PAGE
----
ghost diary

@kaniam (582)
December 19, 2006 11:12am CST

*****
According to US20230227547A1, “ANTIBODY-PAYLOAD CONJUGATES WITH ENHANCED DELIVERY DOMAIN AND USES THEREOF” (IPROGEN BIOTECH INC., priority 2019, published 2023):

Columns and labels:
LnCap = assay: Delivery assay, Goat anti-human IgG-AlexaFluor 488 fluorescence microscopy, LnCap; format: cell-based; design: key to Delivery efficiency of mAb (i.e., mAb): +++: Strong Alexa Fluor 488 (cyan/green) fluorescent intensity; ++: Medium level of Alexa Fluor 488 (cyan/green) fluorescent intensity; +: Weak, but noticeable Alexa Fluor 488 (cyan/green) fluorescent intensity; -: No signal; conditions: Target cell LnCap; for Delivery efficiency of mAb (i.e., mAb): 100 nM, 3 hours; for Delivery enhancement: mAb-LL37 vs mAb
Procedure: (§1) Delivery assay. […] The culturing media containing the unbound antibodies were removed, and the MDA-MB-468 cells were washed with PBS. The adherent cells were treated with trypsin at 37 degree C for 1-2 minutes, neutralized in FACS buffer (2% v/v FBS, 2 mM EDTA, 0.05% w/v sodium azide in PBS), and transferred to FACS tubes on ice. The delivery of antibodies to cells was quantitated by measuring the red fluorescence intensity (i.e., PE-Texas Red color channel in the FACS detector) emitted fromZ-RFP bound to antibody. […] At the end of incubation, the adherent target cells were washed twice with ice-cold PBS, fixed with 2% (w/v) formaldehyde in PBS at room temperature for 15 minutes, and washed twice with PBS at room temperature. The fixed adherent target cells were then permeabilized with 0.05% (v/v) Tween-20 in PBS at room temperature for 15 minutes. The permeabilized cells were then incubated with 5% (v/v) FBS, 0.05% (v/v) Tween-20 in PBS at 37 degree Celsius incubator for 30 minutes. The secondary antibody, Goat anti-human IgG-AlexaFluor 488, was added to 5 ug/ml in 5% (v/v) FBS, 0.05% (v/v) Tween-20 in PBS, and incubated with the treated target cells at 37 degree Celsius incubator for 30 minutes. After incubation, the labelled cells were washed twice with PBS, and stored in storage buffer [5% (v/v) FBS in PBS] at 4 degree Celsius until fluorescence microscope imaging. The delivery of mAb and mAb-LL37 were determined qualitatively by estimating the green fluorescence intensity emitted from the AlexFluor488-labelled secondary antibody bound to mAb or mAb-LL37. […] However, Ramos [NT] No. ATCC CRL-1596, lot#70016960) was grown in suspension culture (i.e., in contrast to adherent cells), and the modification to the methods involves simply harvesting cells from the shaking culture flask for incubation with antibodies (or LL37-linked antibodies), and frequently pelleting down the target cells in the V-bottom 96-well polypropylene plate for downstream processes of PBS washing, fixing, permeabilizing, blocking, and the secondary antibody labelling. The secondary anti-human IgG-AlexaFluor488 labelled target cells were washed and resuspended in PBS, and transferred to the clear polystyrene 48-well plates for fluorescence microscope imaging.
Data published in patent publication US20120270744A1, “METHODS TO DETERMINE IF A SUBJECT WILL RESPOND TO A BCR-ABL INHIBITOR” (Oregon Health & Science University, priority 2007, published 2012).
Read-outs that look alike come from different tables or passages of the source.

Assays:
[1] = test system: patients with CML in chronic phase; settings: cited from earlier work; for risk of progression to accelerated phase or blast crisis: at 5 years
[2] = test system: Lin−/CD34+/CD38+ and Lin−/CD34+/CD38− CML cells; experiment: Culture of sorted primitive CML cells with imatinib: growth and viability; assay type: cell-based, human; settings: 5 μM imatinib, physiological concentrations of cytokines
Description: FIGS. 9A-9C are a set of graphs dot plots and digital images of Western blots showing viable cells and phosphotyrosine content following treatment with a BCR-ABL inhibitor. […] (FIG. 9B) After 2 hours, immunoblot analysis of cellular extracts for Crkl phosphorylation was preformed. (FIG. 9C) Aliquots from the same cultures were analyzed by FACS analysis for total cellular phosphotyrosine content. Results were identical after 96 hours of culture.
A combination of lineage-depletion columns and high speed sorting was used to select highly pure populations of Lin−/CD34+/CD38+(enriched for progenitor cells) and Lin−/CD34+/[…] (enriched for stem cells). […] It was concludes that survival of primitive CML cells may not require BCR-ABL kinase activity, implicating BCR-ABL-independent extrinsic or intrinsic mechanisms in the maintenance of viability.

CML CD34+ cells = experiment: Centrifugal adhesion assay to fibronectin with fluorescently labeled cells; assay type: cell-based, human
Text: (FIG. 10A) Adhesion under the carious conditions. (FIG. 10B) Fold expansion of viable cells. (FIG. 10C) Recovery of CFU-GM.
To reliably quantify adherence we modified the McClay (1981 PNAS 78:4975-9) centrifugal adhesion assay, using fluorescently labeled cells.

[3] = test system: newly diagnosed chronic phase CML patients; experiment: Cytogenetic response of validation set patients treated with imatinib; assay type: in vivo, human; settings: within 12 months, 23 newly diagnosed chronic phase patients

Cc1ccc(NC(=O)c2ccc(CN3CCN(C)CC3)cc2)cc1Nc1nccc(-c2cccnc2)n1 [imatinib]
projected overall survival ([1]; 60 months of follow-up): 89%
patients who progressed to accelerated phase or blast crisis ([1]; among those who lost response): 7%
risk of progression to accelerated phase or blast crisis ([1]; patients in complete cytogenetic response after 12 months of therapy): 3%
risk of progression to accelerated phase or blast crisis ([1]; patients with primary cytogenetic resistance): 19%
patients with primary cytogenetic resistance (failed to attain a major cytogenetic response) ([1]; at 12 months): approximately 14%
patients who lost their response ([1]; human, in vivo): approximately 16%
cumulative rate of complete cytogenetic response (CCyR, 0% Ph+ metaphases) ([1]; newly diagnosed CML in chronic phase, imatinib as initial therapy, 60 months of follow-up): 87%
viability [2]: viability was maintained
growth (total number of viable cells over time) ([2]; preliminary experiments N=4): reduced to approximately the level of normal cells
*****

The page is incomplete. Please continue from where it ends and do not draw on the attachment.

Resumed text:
unholy womb The horror began on a day Danny believed to be a perfect prelude to autumn. Autumn was his favorite season; the air was charged with electricity, harvest smells filled the breezes and gave the first winter goose pimples. But most of all the season led to The Day. Halloween. It was because of the coming holiday that Danny was walking along the sidewalk of Ash Street in his little town of Windfall, Illinois. A breeze sent leaves scurrying around his feet with a sound like old bones knocking together. Danny was going to get a pumpkin for his Halloween jack-o-lantern. For as long as he could remember, he had been getting pumpkins from Farmer Sutton. Of all the farmers that grew pumpkins around Windfall, Farmer Sutton was Danny's favorite. They had an agreement through an old friendship between the farmer and Danny's father; Danny got the privilege of going through the entire pumpkin patch before the majority was trucked off to market and the rest picked over by the townspeople that came to Sutton's farm for their jack-o'-lanterns. Danny didn't think he would have any trouble securing two pumpkins from his friend this year. The sidewalk he was traveling on showed cracks and was crumbling in places as he neared the edge of town. The walk soon petered out completely and Ash Street changed from a paved avenue to a dirt road. Danny kept walking. He had forgotten about the rundown little shack he had to pass on his way out of town--until he looked up and saw the ramshackle building where Voodoo Charlie lived. He hurried to the other side of the road. The dwelling was gray from lack of paint, and only about as large as Danny's father's tool shed. Bowed two-by-fours held a sagging roof over a packed-dirt porch. The shingles remaining on the building were of rotted pine; a rusty stove pipe pointed crookedly at the sky. As Danny crept past, a little white dog left his place in front of the door and ran under the fence and across the road to bark at Danny's heels. Danny knew from previous journeys that the dog wouldn't bite him, so his only worry was that the noise the little cur made would bring his owner from the shack, but Voodoo Charlie didn't come out of the house. Danny made two more turns and then Sutton's farm came into view; acres of gold, with small splotches of just-ripening pumpkins under the waving corn stalks. A quarter of a mile up the dirt road was the driveway that led to the pale green farmhouse. Coming from the direction of the drive, and less than half the distance, was a shuffling scarecrow. Danny's heart increased its pace as he realized he would have to confront Voodoo Charlie after all. For the second time, Danny crossed the road to be as far away as possible from the old man. As Danny crossed the road, Voodoo Charlie stopped walking. He stood on his side of the dirt lane and watched the boy advance. The closer Danny came to the waiting figure, the more features he recognized: the stained tan pants, the yellow shirt with black buttons and a limp collar, the dusty brown shoes, and dark, withered skin of the hands and wrists. Voodoo Charlie's short gray hair curled close to his scalp. There were bags under his eyes and deep lines marked his chocolate-brown face like cracks on a dirty egg. As Danny passed he could see the few remaining teeth in the mouth, rotted black and yellow. A pink tongue licked the gaping, crooked holes. "Goin' ta git yer Hallereen punkin?" Voodoo Charlie asked in his cracked voice. Danny tried to answer, but only managed to croak a positive response. He didn't stop walking. "Git a biggun," he heard as he passed by the ancient black man. He continued up the road, a little faster than before. Danny upped his brisk pace until he turned onto the dirt driveway leading to the little farmhouse. Heck, the Sutton's golden retriever, greeted him halfway up the drive. Mrs. Sutton appeared on the porch of the house and a smile spread over her plump, farm-wife face. "Hi, Mrs. Sutton," Danny said, hopping onto the porch beside the woman. "Hello, Danny," she answered. "Come on in. I just took an apple pie out of the oven a little while ago. I don't think Gene's ate it all yet." She turned to lead him into the house. The dog followed behind Danny, tail wagging as if he, too, wanted a piece of pie. "No, Heck, you can't come in. Go on." Mrs. Sutton shooed the dog off the porch. He began to chase one of the chickens that had wandered to the front of the house. Mrs. Sutton shook her head at the dog's antics. "Spoiled rotten," she whispered to Danny. Inside the kitchen, they found Farmer Sutton sitting at the table eating a piece of steaming pie. He had obviously just come in from the fields; dust coated his faded bib overalls and red flannel shirt, the sleeves of which were rolled up past his elbows. His blue eyes lit up and his whiskery face split into a grin when he saw Danny. "Hi there, boy," he boomed. "The old lady there was just telling me today that you'd probably be over soon. For once she was right." He winked at Danny. Mrs. Sutton, who had gone to a cupboard to get a plate for Danny's pie, turned at the remark--she too was smiling. "Watch what you say, old man. I just might take a rolling pin to your head." Danny noticed the huge pumpkin on the counter top near the sink. It was two pumpkins actually, Siamese twins, grown together to form one vegetable. They had grown together at an angle so that when one sat directly upright, the other was tilted. The odd gourd was still green on much of its surface. "Do you like it?" Farmer Sutton asked. Danny nodded, his mouth full of pie. "We thought we'd carve two faces in it, like on Truth or Consequences, one happy, one sad. What do you think?" "That'll look good," Danny replied, thinking it would be a good time to make his request for an extra pumpkin. Mrs. Sutton spoke before he could. "I guess I'll go out and finish hanging up the laundry now that Gene got rid of that nutty black man." Danny tried hard to swallow a mouthful of pie, but by the time he got it down, Mrs. Sutton had already gone out the back door. "Voodoo Charlie was here?" he asked the farmer. "Yes, he was here. Again, I should say." Gene Sutton shook his head. "I don't know what it is about that old man; we haven't bothered him, but he's been hanging around a lot lately. I've lost count of the times I've caught him in the fields. He started coming around just after I fertilized last winter, then he stopped until I started planting. Since then he's been coming around every few weeks. I'll see him just meandering through the fields. "It's not just here, either. All the other farmers I've talked to have told me he's been around their farms, too." He paused in his speech, then snorted, "I said we hadn't bothered him, that's true, but not completely. When I was a boy about your age I bothered him plenty--me and every other boy in town, most of the girls, too. Do the kids still tease him?" "Some," Danny said. "He doesn't come into town much." He paused, ate another bite of pie, then asked, "How old do you think he is?" "I don't know. He looked exactly the same when I was a kid, and that was, well, a while back." "Why does everyone call him Voodoo Charlie?" "Because he's so weird, I guess. There used to be stories about him stealing dead babies from their graves to use in his evil potions," Farmer Sutton smiled, but immediately the man's laughter died and his face took on a troubled look. The past four or five years had seen a rash of grave robbing in the area, all the victims being infants. The crimes had stopped just shortly before the previous winter. "I better get back to work," Farmer Sutton said. "When you finish there you can just help yourself to the pumpkins. I'm sure you'll find one you like." He got up from his chair and turned toward the back door. His hand was turning the knob before Danny found the courage to speak. "Mr. Sutton?" The farmer turned back to face him. "Would you mind if I took two pumpkins this year? There's this girl, and she asked me to carve one for her." Danny rushed the last words. The farmer grinned broadly, winked, and said, "Sure, you take as many as you need." Danny wolfed down the last few bites of apple pie and hurried to the pumpkin fields. It took him nearly two hours to find two pumpkins that would suit the faces he was planning to put on them. He carried them to the house and put them on the back porch. For the first time he wondered how he would get them all the way home. Mrs. Sutton provided the answer. "Think you can get them home in this?" She brought a rusty red wagon with squeaky wheels from the barn. "Yes, thanks," Danny said, relieved to see the squeaking relic. He put the pumpkins in and took up the handle. "Well, thanks for the pumpkins. I better get home." The sun was already nearing the horizon and his shadow was long and dark. The air had taken on a nippy coolness. "Okay, Danny. Have a nice Halloween." "I will. You too." Mrs. Sutton waited until Danny was nearly out of earshot before calling, "I hope your little girlfriend likes her pumpkin, too!" Blushing from neck to hair, Danny only waved and hurried on up the drive. He could hear the woman laughing as she went inside the house. Back on the road, he forced the blush off his face and concentrated on hurrying home. He crossed to the other side of the road long before he reached Voodoo Charlie's shack. He hoped with every ounce of his being that he would not see the old black man. He willed the wheels of the wagon to be silent while he passed. As soon as the ramshackle dwelling came into view Danny saw the man in a rocking chair on the front porch. Voodoo Charlie rocked steadily and looked in the direction Danny came from, as if waiting on the boy. The squeaking wheels brought the dog from his place at the old man's feet. He sli